Better Los Alamos monitoring urged

March 4, 2006

A geologist says new monitoring wells and an independent company should monitor the Los Alamos National Laboratory in New Mexico for contamination.

Bob Gilkeson told the Concerned Citizens for Nuclear Safety Thursday that 14 of the lab's 33 wells can't properly detect pollution because they had not been installed properly and had drilling additives like bentonite clay, which can conceal contamination, the Santa Fe New Mexican reported Friday.

"The specter of problems with this work over the last 10 years is very large," Gilkeson said.

Los Alamos Lab spokeswoman Kathy DeLucas said the lab has been cooperating with the state Environment Department, the public and the National Nuclear Security Administration "to characterize the groundwater and develop a path forward" for the wells.

"We've been listening to their concerns about the validity of the data, and we are developing a comprehensive and aggressive plan to review the data and address the concerns in a well-rehabilitation effort," she said.

Copyright 2006 by United Press International

Explore further: Los Alamos radiation release could have been prevented (Update)

Related Stories

Report IDs 'major weaknesses' at nuclear-arms lab

October 1, 2014

One of the nation's premier nuclear weapons laboratories is being called out by the inspector general of the U.S. Department of Energy for "major weaknesses" in the way it packaged contaminated waste before shipping it to ...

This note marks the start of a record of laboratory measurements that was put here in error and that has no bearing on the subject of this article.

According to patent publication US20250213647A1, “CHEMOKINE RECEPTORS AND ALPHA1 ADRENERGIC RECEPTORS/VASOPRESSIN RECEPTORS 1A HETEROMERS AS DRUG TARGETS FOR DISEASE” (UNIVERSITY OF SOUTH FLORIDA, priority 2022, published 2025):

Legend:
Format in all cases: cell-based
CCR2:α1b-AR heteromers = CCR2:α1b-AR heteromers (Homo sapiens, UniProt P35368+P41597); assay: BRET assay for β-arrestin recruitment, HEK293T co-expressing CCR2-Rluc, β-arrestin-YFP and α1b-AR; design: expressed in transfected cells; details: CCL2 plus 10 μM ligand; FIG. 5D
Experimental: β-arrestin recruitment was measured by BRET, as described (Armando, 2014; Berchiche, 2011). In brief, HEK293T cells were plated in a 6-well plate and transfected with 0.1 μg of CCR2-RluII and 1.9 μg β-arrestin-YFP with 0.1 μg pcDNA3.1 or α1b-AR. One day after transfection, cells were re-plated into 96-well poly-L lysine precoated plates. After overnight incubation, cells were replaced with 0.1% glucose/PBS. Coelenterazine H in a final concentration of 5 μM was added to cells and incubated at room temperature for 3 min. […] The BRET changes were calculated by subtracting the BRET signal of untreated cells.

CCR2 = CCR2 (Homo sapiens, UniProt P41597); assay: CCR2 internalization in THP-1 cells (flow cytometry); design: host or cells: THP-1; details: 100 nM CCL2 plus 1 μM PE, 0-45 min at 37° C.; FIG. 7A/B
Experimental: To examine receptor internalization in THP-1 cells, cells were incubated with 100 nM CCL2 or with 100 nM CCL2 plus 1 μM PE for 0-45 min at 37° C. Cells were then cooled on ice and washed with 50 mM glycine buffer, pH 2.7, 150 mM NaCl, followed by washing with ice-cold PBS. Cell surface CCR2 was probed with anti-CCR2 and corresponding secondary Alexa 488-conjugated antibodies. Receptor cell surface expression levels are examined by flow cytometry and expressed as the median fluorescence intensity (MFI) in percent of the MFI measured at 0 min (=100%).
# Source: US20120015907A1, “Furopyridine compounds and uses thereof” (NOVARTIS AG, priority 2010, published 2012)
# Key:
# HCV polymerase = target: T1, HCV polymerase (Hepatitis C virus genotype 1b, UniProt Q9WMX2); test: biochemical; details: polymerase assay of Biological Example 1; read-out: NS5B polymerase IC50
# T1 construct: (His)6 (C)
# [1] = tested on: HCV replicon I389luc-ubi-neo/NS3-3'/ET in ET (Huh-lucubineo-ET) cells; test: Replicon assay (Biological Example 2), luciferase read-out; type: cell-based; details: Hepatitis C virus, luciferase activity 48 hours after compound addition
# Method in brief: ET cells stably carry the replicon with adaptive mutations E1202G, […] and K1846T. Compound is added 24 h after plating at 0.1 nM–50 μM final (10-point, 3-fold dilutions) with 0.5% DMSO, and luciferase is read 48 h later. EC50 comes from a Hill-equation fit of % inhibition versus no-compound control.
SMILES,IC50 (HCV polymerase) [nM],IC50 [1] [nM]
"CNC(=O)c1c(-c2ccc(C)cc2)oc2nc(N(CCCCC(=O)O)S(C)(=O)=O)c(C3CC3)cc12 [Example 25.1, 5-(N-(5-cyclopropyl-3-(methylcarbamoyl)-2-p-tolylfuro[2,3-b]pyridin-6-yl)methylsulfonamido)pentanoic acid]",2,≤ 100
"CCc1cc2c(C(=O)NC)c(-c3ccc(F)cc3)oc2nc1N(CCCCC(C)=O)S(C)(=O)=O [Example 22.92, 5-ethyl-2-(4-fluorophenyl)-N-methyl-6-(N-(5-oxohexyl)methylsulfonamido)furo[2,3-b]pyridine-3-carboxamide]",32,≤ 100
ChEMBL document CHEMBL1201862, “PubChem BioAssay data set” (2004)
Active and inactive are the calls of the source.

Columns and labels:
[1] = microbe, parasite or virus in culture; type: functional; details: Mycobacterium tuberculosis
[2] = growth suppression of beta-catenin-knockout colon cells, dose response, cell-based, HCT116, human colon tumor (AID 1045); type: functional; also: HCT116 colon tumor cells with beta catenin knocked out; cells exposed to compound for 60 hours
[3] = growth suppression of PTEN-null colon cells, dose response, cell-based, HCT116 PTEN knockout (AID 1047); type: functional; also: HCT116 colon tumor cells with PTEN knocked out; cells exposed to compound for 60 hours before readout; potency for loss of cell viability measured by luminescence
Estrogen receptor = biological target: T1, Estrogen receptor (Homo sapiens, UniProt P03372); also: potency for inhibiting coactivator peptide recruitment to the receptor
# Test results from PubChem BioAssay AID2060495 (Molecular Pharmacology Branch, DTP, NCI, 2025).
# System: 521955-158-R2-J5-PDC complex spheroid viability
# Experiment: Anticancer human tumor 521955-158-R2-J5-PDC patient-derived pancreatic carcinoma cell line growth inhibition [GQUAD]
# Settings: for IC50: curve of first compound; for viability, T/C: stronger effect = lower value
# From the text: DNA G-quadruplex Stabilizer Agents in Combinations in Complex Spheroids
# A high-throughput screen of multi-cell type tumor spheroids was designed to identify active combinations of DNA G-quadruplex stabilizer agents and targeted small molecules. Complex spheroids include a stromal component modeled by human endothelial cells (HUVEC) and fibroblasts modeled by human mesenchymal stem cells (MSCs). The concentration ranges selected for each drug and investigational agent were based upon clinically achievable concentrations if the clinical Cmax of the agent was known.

Recommended for you

How bees naturally vaccinate their babies

July 31, 2015

When it comes to vaccinating their babies, bees don't have a choice—they naturally immunize their offspring against specific diseases found in their environments. And now for the first time, scientists have discovered how ...

Image: Hubble sees a dying star's final moments

July 31, 2015

A dying star's final moments are captured in this image from the NASA/ESA Hubble Space Telescope. The death throes of this star may only last mere moments on a cosmological timescale, but this star's demise is still quite ...

Earth flyby of 'space peanut' captured in new video

July 31, 2015

NASA scientists have used two giant, Earth-based radio telescopes to bounce radar signals off a passing asteroid and produce images of the peanut-shaped body as it approached close to Earth this past weekend.

Exoplanets 20/20: Looking back to the future

July 31, 2015

Geoff Marcy remembers the hair standing up on the back of his neck. Paul Butler remembers being dead tired. The two men had just made history: the first confirmation of a planet orbiting another star.

0 comments

Please sign in to add a comment. Registration is free, and takes less than a minute. Read more

Click here to reset your password.
Sign in to get notified via email when new comments are made.